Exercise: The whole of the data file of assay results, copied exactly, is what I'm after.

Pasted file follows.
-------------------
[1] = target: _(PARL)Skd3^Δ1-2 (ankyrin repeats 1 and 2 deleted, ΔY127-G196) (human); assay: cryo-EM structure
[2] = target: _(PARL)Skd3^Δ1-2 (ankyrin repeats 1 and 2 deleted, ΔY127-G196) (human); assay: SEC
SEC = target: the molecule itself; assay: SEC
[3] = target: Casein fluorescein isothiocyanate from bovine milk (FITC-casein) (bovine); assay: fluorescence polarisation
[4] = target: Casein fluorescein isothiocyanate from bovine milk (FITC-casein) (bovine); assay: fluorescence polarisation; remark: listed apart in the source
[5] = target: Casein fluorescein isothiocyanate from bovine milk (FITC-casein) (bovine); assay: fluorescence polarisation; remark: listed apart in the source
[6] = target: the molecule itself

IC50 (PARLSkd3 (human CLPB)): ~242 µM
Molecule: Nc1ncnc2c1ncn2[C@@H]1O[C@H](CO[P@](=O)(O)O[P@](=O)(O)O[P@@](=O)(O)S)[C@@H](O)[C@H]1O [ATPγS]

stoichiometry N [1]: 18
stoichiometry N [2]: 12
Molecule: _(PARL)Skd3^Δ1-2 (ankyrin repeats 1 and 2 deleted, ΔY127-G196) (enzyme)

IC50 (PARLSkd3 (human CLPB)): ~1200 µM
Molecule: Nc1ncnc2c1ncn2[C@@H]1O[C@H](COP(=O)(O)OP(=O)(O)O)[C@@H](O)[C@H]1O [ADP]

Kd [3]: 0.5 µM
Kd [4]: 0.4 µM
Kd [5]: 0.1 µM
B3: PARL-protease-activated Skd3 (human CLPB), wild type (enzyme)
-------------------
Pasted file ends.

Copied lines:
[1] = target: _(PARL)Skd3^Δ1-2 (ankyrin repeats 1 and 2 deleted, ΔY127-G196) (human); assay: cryo-EM structure
[2] = target: _(PARL)Skd3^Δ1-2 (ankyrin repeats 1 and 2 deleted, ΔY127-G196) (human); assay: SEC
SEC = target: the molecule itself; assay: SEC
[3] = target: Casein fluorescein isothiocyanate from bovine milk (FITC-casein) (bovine); assay: fluorescence polarisation
[4] = target: Casein fluorescein isothiocyanate from bovine milk (FITC-casein) (bovine); assay: fluorescence polarisation; remark: listed apart in the source
[5] = target: Casein fluorescein isothiocyanate from bovine milk (FITC-casein) (bovine); assay: fluorescence polarisation; remark: listed apart in the source
[6] = target: the molecule itself

IC50 (PARLSkd3 (human CLPB)): ~242 µM
Molecule: Nc1ncnc2c1ncn2[C@@H]1O[C@H](CO[P@](=O)(O)O[P@](=O)(O)O[P@@](=O)(O)S)[C@@H](O)[C@H]1O [ATPγS]

stoichiometry N [1]: 18
stoichiometry N [2]: 12
Molecule: _(PARL)Skd3^Δ1-2 (ankyrin repeats 1 and 2 deleted, ΔY127-G196) (enzyme)

IC50 (PARLSkd3 (human CLPB)): ~1200 µM
Molecule: Nc1ncnc2c1ncn2[C@@H]1O[C@H](COP(=O)(O)OP(=O)(O)O)[C@@H](O)[C@H]1O [ADP]

Kd [3]: 0.5 µM
Kd [4]: 0.4 µM
Kd [5]: 0.1 µM
B3: PARL-protease-activated Skd3 (human CLPB), wild type (enzyme)